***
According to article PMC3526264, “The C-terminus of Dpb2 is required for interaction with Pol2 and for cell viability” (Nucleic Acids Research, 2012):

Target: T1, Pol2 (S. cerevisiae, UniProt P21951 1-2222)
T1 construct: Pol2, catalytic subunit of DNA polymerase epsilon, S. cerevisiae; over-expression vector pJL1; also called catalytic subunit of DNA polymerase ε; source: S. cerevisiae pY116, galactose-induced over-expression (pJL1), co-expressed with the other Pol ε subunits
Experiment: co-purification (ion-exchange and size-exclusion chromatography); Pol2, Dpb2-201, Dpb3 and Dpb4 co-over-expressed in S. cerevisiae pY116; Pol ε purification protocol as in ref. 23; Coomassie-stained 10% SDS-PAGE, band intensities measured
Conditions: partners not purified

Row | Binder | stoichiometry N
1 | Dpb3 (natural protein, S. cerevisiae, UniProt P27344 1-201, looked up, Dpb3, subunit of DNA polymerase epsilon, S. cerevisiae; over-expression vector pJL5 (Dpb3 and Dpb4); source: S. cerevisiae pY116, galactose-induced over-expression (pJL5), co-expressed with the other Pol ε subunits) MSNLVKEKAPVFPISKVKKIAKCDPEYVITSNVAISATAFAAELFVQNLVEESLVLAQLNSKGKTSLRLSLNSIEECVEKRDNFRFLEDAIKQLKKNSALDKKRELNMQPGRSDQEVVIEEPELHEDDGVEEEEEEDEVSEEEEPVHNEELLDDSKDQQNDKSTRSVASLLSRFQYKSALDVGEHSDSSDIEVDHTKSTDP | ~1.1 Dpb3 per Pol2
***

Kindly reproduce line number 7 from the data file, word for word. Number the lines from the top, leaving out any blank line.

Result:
1 | Dpb3 (natural protein, S. cerevisiae, UniProt P27344 1-201, looked up, Dpb3, subunit of DNA polymerase epsilon, S. cerevisiae; over-expression vector pJL5 (Dpb3 and Dpb4); source: S. cerevisiae pY116, galactose-induced over-expression (pJL5), co-expressed with the other Pol ε subunits) MSNLVKEKAPVFPISKVKKIAKCDPEYVITSNVAISATAFAAELFVQNLVEESLVLAQLNSKGKTSLRLSLNSIEECVEKRDNFRFLEDAIKQLKKNSALDKKRELNMQPGRSDQEVVIEEPELHEDDGVEEEEEEDEVSEEEEPVHNEELLDDSKDQQNDKSTRSVASLLSRFQYKSALDVGEHSDSSDIEVDHTKSTDP | ~1.1 Dpb3 per Pol2